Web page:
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Report finds Arkansas ranks 15th nationally in ID theft complaints for 2014

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Report finds Arkansas ranks 15th nationally in ID theft complaints for 2014

AARP Fraud Watch Network offers tips to safeguard against most common scams

LITTLE ROCK — Arkansas reported the 15th highest proportion of identity theft complaints among the 50 states, a national report shows. AARP’s Fraud Watch Network offers tips so Arkansans can learn how to protect themselves from the top scams reported in 2014.

For the 15th consecutive year, identity theft was the top complaint nationally in the Federal Trade Commission’s Consumer Sentinel Network Data Book, accounting for 13 percent of the total 2.5 million filed complaints.

States are ranked by number of ID theft complaints per 100,000 population; in Arkansas, ID theft measured 83.6 complaints per 100,000 people, the 15th highest in the nation. The state with the most ID theft complaints per 100,000 people was Florida (186.3 complaints), and the lowest was South Dakota (36.3 complaints per 100,000).

The most common types of ID theft reported by Arkansans last year were Social Security, Medicare and other government documents or benefits fraud (27 percent); phone or utilities fraud (15 percent); credit card fraud (11 percent); and stealing money from bank accounts (6 percent).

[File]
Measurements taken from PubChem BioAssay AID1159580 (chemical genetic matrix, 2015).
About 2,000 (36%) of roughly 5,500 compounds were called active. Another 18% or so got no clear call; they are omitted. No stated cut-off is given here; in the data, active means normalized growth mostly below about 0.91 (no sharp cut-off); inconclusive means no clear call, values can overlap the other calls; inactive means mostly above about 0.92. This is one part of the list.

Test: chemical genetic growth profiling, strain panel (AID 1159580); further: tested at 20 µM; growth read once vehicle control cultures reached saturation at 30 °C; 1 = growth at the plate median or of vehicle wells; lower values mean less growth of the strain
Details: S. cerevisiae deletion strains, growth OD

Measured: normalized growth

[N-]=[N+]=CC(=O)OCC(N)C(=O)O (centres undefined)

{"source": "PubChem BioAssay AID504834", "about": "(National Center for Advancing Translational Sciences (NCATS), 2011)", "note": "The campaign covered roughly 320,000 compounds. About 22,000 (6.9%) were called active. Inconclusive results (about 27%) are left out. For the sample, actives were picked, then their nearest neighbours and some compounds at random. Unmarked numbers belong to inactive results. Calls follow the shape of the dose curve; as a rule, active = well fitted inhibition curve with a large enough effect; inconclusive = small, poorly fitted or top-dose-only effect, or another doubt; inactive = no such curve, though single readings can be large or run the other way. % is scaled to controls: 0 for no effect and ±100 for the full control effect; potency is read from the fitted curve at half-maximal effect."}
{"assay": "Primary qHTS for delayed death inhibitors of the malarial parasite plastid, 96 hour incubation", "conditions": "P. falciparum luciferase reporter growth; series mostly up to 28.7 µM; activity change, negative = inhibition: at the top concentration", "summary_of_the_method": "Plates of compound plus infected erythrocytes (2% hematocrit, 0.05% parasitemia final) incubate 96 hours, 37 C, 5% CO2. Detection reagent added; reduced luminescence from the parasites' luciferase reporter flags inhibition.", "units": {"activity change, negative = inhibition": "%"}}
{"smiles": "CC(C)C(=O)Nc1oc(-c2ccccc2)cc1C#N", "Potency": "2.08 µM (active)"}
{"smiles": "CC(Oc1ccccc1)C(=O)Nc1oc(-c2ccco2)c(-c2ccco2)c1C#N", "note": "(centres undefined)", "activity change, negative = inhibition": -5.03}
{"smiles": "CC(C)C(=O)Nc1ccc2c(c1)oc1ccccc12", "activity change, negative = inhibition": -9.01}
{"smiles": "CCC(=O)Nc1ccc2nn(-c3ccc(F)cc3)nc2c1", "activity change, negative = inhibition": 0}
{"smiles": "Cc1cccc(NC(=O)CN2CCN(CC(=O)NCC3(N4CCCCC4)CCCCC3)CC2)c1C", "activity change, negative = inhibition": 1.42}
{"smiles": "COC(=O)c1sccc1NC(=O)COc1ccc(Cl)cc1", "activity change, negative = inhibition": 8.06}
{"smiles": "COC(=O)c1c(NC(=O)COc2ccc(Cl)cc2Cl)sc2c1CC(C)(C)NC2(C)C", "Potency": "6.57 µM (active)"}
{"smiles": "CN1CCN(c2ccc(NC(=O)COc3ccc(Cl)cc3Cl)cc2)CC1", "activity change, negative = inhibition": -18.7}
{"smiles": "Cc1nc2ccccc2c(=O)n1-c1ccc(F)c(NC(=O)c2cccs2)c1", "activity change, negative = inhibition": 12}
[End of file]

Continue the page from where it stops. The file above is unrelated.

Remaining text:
Including all types of scams, a total of 16,281 complaints were filed with the Federal Trade Commission (FTC) by Arkansans in 2014.

The top 10 scams reported by Arkansans are as follows (this summary describes each scam in more detail):

1. Identity theft: 2,481 people victimized

2. Debt collection: 1,481 victimized

3. Prizes, sweepstakes and lotteries: 1,377 victimized

4. Impostor scams: 1,195 victimized

5. Telephone and mobile services: 748 victimized

6. Banks and lenders: 531 victimized

7. Auto-related complaints: 523 victimized

8. Television and electronic media: 336 victimized

9. Shop-at-home and catalog sales: 330 victimized

10. Internet services: 251 victimized

“Every 2 seconds someone’s identity is stolen and a con artist takes over their life,” said Maria Reynolds-Diaz, AARP Arkansas State Director. “The AARP Fraud Watch Network is a go-to resource for information about how people can safeguard their identity and learn to spot and avoid scams so they can outsmart con artists before they strike.”

The AARP Fraud Watch Network arms Arkansans, and all Americans, with the tools they need to spot and avoid scams. A free resource for people of all ages, the Fraud Watch Network offers real-time alerts about the latest scams in your state, a scam tracking map where people can report on scams so their friends and neighbors know what to watch out for, a guide to outsmarting con artists, and a helpline where Arkansans can talk to a trained volunteer for advice if they or someone they love has been scammed. More information is available at www.aarp.org/fraudwatchnetwork or by calling toll free 1-877-908-3360.